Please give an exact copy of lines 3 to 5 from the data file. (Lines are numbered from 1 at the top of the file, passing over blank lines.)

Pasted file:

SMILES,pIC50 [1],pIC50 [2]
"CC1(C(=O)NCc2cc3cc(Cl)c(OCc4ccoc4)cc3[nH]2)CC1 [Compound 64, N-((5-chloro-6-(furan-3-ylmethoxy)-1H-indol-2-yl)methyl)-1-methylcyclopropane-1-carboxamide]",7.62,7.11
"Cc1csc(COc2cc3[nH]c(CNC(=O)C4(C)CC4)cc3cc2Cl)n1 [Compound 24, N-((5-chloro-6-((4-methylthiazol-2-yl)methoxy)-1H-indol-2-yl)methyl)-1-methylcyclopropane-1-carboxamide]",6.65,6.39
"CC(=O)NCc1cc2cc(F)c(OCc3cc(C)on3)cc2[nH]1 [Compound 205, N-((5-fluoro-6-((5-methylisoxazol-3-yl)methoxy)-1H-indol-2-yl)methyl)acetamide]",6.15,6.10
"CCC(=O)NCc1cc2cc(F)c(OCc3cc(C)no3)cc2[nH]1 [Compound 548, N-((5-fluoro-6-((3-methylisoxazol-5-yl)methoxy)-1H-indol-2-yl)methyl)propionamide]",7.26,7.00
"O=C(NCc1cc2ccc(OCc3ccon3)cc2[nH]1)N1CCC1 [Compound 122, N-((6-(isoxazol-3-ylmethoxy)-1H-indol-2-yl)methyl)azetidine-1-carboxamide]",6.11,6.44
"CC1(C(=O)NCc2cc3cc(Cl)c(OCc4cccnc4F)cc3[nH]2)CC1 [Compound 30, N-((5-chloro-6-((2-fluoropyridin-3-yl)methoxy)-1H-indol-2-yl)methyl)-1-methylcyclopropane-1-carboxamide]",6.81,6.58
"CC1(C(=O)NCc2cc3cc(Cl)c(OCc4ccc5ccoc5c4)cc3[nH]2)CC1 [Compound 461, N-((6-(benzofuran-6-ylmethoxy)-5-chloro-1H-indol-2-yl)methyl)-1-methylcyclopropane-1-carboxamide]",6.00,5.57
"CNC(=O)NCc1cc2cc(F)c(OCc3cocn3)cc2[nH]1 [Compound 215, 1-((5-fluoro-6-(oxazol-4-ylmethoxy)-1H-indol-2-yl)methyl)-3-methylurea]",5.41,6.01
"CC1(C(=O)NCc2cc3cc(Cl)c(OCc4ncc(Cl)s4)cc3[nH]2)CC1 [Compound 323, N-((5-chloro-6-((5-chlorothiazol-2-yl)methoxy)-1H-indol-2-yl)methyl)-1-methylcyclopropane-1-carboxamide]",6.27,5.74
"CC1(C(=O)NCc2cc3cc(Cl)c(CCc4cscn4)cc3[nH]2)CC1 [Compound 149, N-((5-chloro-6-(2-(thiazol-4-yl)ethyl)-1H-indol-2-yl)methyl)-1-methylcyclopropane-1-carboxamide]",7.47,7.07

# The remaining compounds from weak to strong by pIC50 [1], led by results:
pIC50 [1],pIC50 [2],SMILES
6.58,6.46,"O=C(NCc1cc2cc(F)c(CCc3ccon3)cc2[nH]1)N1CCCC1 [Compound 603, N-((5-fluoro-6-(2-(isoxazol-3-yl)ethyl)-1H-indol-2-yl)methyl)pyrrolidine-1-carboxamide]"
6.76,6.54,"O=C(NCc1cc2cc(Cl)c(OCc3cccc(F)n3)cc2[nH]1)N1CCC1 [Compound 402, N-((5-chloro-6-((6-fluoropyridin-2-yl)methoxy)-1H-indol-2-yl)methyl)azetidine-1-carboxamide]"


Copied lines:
"Cc1csc(COc2cc3[nH]c(CNC(=O)C4(C)CC4)cc3cc2Cl)n1 [Compound 24, N-((5-chloro-6-((4-methylthiazol-2-yl)methoxy)-1H-indol-2-yl)methyl)-1-methylcyclopropane-1-carboxamide]",6.65,6.39
"CC(=O)NCc1cc2cc(F)c(OCc3cc(C)on3)cc2[nH]1 [Compound 205, N-((5-fluoro-6-((5-methylisoxazol-3-yl)methoxy)-1H-indol-2-yl)methyl)acetamide]",6.15,6.10
"CCC(=O)NCc1cc2cc(F)c(OCc3cc(C)no3)cc2[nH]1 [Compound 548, N-((5-fluoro-6-((3-methylisoxazol-5-yl)methoxy)-1H-indol-2-yl)methyl)propionamide]",7.26,7.00